I was scrubbing furiously, trying to get the hot fudge stain out of my fave workout shirt. And then…the revelation. It was like, “Oh hello, irony. For a minute I didn’t see you there.”
Not that the new diet isn’t going well or anything. Because I don’t think it actually counts as eating badly if you only ate your husband’s dessert because you forgot you already ate yours. Doesn’t count. Because, “forgot.”
It’s not that I haven’t tapped into all the diet helps presently out there. But I considered I might not be doing it right when I started typing “healthy recipes” into my phone and autocorrect filled in with “pudding cake and cheese dip and lies.” Also, autocorrect can be very judgey.
In the meantime, I’ve found there are stages a person must go through before accepting a new diet: 1) Denial, 2) Anger, 3) Bargaining, 4) Donut…and then I’m not exactly sure what comes after number four. Very probably another number four.
The other day, after too many fours, I knew I needed some human accountability. I may, however, have overdone it there. This afternoon I was reaching for an oatmeal cream pie when a sniper fired a warning shot.
Still, maybe I shouldn’t concern myself as much with sniper fire as I do with taking accountability seriously. Would you believe I’m actually scripturally compelled to “be concerned”?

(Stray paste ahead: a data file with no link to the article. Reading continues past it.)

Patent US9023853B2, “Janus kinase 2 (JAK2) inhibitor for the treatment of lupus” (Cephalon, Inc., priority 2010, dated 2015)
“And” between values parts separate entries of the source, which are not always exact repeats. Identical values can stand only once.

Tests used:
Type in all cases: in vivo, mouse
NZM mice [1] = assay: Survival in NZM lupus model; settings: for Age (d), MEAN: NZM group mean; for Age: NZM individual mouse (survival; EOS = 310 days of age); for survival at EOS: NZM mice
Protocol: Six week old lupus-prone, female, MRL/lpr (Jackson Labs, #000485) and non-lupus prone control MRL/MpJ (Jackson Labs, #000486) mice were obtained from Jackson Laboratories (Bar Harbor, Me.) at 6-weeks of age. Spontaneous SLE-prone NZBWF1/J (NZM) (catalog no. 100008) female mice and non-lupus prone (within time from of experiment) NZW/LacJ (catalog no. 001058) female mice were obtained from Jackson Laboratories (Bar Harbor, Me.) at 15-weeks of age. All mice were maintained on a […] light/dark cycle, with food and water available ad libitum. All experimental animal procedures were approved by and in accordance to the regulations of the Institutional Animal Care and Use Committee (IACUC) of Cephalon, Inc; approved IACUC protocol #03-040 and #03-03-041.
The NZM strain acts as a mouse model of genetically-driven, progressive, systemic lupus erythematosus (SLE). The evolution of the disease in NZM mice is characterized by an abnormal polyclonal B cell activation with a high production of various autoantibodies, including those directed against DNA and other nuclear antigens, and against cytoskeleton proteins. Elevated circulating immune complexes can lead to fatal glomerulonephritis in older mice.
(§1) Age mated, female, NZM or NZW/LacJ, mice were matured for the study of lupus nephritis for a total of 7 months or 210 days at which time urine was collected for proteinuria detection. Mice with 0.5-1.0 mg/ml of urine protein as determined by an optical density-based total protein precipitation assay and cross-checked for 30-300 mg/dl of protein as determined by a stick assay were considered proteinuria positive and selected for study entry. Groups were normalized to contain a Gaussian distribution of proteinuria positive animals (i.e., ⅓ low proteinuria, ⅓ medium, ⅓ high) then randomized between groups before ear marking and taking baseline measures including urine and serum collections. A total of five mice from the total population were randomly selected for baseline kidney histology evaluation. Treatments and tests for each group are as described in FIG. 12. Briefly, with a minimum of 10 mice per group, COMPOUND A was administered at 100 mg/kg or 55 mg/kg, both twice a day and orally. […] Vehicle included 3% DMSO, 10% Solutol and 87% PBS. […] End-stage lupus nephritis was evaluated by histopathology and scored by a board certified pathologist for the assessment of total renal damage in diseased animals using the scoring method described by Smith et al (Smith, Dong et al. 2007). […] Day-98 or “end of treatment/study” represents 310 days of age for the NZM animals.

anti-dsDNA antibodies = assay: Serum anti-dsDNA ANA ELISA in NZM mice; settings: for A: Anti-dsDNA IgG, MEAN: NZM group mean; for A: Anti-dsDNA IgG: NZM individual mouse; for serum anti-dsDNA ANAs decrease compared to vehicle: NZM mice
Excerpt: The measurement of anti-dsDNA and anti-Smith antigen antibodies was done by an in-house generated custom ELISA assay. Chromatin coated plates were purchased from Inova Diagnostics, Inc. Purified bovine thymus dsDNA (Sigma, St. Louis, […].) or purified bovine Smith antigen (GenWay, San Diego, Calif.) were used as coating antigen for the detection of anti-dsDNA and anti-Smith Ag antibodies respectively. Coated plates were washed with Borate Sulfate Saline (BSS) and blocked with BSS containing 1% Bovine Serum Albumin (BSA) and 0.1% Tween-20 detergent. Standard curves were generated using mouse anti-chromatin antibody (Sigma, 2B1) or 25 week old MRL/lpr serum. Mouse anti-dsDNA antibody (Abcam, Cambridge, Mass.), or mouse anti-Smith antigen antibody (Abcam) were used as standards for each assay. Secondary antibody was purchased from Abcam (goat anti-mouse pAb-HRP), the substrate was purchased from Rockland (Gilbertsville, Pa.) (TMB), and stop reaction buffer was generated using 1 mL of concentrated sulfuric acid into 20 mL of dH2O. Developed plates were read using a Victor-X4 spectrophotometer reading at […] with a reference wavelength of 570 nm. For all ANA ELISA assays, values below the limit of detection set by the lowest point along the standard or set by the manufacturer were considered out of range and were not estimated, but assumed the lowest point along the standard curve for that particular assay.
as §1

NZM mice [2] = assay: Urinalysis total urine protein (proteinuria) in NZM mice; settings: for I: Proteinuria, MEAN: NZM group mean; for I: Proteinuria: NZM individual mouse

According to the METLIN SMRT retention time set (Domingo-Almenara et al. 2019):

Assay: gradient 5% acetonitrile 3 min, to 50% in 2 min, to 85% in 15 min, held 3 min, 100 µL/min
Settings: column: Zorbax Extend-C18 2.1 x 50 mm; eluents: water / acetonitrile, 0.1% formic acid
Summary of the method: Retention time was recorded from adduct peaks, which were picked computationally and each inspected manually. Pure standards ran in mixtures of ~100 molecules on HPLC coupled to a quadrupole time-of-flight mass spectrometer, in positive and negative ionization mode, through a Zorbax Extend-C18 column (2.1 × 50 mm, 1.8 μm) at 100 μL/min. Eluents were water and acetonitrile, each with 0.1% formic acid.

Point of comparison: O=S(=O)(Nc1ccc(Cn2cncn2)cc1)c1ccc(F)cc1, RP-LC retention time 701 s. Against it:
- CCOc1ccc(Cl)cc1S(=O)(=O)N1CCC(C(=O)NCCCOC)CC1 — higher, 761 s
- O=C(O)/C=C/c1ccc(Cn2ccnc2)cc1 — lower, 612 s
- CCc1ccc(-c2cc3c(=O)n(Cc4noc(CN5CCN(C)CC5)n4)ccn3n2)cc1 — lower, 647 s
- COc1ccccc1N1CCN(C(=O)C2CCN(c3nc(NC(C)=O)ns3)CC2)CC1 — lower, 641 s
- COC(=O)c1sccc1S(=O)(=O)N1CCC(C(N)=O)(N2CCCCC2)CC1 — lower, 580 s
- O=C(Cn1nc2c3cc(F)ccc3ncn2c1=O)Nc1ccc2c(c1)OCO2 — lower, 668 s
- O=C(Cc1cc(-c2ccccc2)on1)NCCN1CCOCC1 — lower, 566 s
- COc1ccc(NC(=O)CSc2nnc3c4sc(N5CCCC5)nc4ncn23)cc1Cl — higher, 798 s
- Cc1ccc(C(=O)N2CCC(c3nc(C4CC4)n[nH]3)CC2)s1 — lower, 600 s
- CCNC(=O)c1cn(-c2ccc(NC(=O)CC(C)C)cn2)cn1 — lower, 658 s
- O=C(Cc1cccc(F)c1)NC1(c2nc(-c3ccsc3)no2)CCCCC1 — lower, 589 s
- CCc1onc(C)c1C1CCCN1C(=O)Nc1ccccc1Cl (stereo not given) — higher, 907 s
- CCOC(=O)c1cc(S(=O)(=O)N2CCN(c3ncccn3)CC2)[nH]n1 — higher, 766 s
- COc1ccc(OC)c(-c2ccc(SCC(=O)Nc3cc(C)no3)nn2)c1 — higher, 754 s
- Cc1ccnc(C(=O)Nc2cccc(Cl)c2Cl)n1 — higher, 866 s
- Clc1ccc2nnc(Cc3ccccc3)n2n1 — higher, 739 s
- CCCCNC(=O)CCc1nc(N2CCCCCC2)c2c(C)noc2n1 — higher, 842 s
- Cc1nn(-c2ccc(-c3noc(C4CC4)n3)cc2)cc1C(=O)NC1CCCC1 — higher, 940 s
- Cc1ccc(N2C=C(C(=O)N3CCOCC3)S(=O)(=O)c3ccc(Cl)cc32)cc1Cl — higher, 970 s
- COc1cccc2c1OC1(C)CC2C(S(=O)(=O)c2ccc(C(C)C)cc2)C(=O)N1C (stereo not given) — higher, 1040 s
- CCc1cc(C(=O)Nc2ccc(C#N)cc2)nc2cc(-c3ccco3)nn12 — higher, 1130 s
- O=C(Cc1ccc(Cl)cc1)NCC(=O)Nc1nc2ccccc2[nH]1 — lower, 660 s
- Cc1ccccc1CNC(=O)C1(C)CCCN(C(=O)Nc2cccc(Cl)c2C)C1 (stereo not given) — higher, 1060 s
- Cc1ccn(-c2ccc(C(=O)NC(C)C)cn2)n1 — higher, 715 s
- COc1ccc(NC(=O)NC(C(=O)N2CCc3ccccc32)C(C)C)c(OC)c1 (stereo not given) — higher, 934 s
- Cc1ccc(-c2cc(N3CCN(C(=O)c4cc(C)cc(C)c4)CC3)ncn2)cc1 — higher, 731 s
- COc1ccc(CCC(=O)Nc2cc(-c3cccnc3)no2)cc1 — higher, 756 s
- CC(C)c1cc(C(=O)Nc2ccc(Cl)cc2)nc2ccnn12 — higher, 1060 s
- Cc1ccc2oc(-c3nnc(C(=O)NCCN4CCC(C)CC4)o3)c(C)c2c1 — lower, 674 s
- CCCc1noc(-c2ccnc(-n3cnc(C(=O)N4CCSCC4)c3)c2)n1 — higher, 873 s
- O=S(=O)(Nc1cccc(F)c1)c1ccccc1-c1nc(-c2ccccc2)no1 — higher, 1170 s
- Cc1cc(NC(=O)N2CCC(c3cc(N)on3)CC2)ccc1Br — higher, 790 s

“And let us be concerned about one another in order to promote love and good works, not staying away from our worship meetings, as some habitually do, but encouraging each other, and all the more as you see the day drawing near,” (Hebrews 10:24-25, HCSB).
The Greek word translated “be concerned” means to so focus the mind—to consider this thing so carefully—that the result will be the right response. And this “be concerned” is in the present tense, so it’s not simply referring to a one-time consideration. We’re called to seriously and perpetually think of ways we can promote love and good works, encouraging everyone in our sphere of influence to love Jesus by the way they love and serve each other.
And isn’t it almost another irony that we promote those things as we ourselves live in that love? That means our accountability is loving—no bullets. It’s not even “judgey.” It’s more “stir-uppy”—stirring up others to love and good works, as some versions put it.
This kind of accountability looks best when no one is aiming for condemnation or judgment. Not for wounding or shaming or angering either. Some of those may happen when we lovingly confront. But it should never be our aim. Loving, not sniping. It’s good to let humility be the order of the day when someone else is concerned enough to “stir” us as well—even if we don’t necessarily agree. The truth is, we don’t exactly have an autocorrect either.
O Lord, may we love You better as each of us buoys the other. May we inspire and encourage—and be inspired and encouraged—to love you, love each other and to love serving.
Even though it’s not a new message, we can decide to be okay with reminders that we’re accountable to one another. Because, nevermind the desserts and the four stages of donuts or whatever, sometimes…“forgot.”